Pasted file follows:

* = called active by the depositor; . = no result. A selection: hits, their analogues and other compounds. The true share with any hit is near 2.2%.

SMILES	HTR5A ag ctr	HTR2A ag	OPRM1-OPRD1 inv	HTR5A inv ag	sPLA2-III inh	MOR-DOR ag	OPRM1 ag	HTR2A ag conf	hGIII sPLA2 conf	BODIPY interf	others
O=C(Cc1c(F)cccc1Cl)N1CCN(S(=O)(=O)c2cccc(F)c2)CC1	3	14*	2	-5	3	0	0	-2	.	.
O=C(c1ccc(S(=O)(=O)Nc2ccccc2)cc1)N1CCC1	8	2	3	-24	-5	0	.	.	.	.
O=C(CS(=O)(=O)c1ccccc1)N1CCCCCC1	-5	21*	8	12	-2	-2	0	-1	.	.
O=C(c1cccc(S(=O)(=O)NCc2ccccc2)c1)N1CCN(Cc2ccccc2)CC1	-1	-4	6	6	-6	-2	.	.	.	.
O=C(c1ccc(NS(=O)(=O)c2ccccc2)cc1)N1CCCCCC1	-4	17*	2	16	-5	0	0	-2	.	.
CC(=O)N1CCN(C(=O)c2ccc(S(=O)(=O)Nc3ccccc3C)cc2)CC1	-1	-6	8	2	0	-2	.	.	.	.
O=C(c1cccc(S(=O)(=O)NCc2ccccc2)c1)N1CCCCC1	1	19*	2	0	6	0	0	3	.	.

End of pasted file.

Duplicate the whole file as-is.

* = called active by the depositor; . = no result. A selection: hits, their analogues and other compounds. The true share with any hit is near 2.2%.

SMILES	HTR5A ag ctr	HTR2A ag	OPRM1-OPRD1 inv	HTR5A inv ag	sPLA2-III inh	MOR-DOR ag	OPRM1 ag	HTR2A ag conf	hGIII sPLA2 conf	BODIPY interf	others
O=C(Cc1c(F)cccc1Cl)N1CCN(S(=O)(=O)c2cccc(F)c2)CC1	3	14*	2	-5	3	0	0	-2	.	.
O=C(c1ccc(S(=O)(=O)Nc2ccccc2)cc1)N1CCC1	8	2	3	-24	-5	0	.	.	.	.
O=C(CS(=O)(=O)c1ccccc1)N1CCCCCC1	-5	21*	8	12	-2	-2	0	-1	.	.
O=C(c1cccc(S(=O)(=O)NCc2ccccc2)c1)N1CCN(Cc2ccccc2)CC1	-1	-4	6	6	-6	-2	.	.	.	.
O=C(c1ccc(NS(=O)(=O)c2ccccc2)cc1)N1CCCCCC1	-4	17*	2	16	-5	0	0	-2	.	.
CC(=O)N1CCN(C(=O)c2ccc(S(=O)(=O)Nc3ccccc3C)cc2)CC1	-1	-6	8	2	0	-2	.	.	.	.
O=C(c1cccc(S(=O)(=O)NCc2ccccc2)c1)N1CCCCC1	1	19*	2	0	6	0	0	3	.	.